When it purchased the Salem Harbor Generating Station in August 2012, Footprint Power immediately commenced a thorough environmental characterization of the site with over 320 borings and test pits and 34 groundwater samples. Through this process and subsequent evaluations as demolition and new construction have commenced, it was confirmed that, over the years, the plant staff members have been careful stewards of the property. Only four areas of concern that needed to be addressed through remediation were found.
One of these areas â€“ in the southwest corner of the site â€“ had high levels of lead that appear to date from a time when homes were present on that part of the site. It appears that the high lead readings are the result of lead paint that was either stripped or flaked into the surrounding soils.
Two of the other areas â€“ one under a portion of the coal pile and one in the northeast part of the site â€“ had heightened levels of vanadium and nickel. These elements are by-products of the oil combustion process and the high levels discovered in these locations seem likely to be the result of storage of oil ash on site â€“ a perfectly acceptable activity at one time, but one that has grown in disfavor as we have learned more about the impacts of these constituents. The final area discovered was in the location of a former oil depot on the site and consisted of oil-impacted soils.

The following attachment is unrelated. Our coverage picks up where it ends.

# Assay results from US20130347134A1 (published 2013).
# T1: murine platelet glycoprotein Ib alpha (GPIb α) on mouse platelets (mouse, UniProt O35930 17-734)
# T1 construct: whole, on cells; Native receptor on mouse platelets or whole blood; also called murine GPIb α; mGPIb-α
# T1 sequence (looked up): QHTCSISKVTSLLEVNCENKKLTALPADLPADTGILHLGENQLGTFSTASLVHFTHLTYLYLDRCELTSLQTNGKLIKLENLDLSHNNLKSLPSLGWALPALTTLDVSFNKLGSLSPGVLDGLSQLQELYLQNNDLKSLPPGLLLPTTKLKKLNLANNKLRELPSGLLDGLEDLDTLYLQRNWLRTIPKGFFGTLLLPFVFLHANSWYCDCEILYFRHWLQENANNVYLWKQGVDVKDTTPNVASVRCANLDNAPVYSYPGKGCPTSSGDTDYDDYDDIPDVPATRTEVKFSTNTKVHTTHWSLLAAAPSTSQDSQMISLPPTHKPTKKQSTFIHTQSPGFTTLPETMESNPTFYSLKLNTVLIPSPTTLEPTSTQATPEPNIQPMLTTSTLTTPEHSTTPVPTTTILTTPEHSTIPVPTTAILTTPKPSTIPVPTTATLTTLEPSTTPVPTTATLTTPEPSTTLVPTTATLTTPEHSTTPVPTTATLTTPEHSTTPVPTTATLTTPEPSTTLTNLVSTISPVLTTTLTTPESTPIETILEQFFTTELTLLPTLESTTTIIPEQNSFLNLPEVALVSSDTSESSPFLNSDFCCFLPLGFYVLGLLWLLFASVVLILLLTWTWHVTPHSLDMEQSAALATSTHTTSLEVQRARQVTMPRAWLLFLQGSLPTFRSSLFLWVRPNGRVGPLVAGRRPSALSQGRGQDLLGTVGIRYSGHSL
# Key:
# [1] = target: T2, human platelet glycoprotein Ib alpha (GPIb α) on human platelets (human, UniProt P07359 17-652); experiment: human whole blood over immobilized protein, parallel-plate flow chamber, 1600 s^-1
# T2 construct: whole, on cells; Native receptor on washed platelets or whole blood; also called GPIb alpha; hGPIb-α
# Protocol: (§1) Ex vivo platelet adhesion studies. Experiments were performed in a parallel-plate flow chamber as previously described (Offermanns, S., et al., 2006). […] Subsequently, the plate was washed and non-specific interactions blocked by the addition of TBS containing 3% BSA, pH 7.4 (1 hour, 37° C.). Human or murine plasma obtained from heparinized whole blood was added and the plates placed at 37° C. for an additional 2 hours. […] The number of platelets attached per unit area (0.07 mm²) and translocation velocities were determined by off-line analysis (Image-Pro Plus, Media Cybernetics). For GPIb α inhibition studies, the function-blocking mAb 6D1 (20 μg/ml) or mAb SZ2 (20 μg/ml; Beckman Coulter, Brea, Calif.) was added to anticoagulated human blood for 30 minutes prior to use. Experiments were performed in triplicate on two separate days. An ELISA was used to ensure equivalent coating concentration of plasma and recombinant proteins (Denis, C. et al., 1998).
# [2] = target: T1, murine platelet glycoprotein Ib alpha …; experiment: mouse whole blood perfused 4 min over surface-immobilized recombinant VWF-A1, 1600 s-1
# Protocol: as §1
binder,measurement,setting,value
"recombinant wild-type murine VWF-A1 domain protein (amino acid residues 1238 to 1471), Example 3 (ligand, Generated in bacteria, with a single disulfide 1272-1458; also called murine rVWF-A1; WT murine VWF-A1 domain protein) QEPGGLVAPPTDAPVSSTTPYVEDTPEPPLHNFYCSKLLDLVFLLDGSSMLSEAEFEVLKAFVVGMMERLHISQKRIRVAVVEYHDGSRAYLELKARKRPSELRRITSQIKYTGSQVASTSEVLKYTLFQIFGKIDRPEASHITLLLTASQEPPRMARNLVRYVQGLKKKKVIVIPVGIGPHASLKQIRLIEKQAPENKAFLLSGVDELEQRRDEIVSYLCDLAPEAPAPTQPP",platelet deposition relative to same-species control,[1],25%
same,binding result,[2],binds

The environmental engineer and consultant, TetraTech, an international environmental firm, has now nearly completed the work of removing contaminated soils from these areas. The actual movement of materials began in November 2014 and was substantially complete in Fall 2015.